All thanks to a dedicated workplace experience manager, who understands that:
“Employees are the consumers of the workplace (Gallup)”.

That delivering the best customer experiences AND the best employee experiences is equally important.

Reason #2: They Want Their Hybrid Workplaces to Support Their Employees’ Needs

The pandemic has somehow forced companies to adopt the hybrid model of work.

And with it came the challenges of a more fluid workplace: how to translate the in-person experience from the physical offices, into the virtual workplace?

How do you make sure the “new type of workplace” with some employees working from the office, and others remotely meets all employee’s needs?

You bring in a workplace experience manager.

This person will be responsible for shaping the best workplace experiences within a “hub-and-spoke” work model. His/her major challenge will be to see that these “corporate hubs” are set up and properly optimized to support collaboration and enhance creativity.

They’ll also be the ones in charge of negotiating with workspace providers for more flexible deals. And those making sure that the corporate offices/chosen co-working spaces are properly located and equipped.


Training and Development for Workplace Experience Managers

Becoming a capable workplace manager is not fortuitous—it’s a journey riddled with continuous learning and active networking.

Continuous Education and Professional Development

Stepping up as an 'Experience Manager' requires a meticulous understanding of managerial responsibilities to employees. 

It necessitates expanding your knowledge beyond conventional academic grounds.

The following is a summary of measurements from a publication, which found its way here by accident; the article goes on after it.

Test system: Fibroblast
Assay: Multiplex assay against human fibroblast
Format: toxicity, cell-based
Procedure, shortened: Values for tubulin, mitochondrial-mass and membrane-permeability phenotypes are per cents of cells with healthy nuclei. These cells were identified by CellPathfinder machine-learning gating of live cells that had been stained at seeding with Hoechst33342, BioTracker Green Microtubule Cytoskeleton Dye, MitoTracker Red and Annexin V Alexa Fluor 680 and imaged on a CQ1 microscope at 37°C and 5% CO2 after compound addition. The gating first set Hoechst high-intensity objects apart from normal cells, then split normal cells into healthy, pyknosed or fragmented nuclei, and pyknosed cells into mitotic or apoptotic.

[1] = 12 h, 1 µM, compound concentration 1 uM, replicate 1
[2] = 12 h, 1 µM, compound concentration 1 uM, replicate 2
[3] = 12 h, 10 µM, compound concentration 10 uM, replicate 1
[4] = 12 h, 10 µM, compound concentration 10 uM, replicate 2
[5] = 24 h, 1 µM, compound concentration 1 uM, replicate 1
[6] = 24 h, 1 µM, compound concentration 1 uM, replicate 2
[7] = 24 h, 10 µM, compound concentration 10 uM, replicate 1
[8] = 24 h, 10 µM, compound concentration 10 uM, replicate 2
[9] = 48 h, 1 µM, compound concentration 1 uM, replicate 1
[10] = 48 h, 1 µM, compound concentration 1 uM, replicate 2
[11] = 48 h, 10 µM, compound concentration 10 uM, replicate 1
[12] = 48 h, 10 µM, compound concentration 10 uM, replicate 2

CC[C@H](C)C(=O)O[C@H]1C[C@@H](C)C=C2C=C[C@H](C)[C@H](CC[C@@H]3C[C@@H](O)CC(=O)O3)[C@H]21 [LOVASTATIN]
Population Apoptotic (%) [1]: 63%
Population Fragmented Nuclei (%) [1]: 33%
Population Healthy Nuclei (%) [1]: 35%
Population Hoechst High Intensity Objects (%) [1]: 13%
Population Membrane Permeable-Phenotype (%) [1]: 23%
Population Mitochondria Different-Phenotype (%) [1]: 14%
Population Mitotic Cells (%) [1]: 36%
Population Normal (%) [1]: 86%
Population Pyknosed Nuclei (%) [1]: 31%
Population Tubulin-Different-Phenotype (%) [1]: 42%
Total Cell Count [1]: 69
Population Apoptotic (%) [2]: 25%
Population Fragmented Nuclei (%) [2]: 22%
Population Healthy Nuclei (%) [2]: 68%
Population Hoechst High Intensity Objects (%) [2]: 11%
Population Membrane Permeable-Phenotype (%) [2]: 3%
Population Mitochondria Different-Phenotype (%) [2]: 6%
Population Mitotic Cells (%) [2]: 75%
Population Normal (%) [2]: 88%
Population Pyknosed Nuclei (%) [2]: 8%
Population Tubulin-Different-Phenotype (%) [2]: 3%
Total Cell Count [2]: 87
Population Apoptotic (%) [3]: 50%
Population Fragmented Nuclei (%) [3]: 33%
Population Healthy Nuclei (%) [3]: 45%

Continued education sees great favor here; courses focusing on employee engagement strategies, conflict resolution skills, or organizational behavior patterns help equip you for these challenges. 

Participating in workshops and seminars or subscribing to relevant publications offers additional avenues for supplementing your learning curve.

Networking Opportunities

In addition to acquiring practical skills via continued education, substantial emphasis must be placed on cultivating an expansive network base. 

Attending industry-specific events allows you to remain updated regarding emerging trends and provides opportunities for engaging in discussions around pressing issues within the realm of managing workspace experiences.

Measuring the Success of Workplace Experience Management Strategies

Effective workplace experience management is vital in creating a supportive, productive environment. A crucial part of this role involves systematizing methods to measure success.

Let's focus on two specific tactics: employee satisfaction surveys and analyzing productivity and engagement metrics.

Employee Satisfaction Surveys

As a workplace experience manager, one crucial tool at your disposal for gauging the efficacy of your strategies is hosting regular employee satisfaction surveys.

These direct channels help discern staff sentiments towards operational aspects - an essential stepping-stone to improved management.

Regularly gathering feedback allows managers to constantly refine their approach.

For instance, should you notice complaints regarding insufficient organizational communication, you'll know it's time to overhaul your current system - be it through streamlining email threads or introducing collaborative software platforms.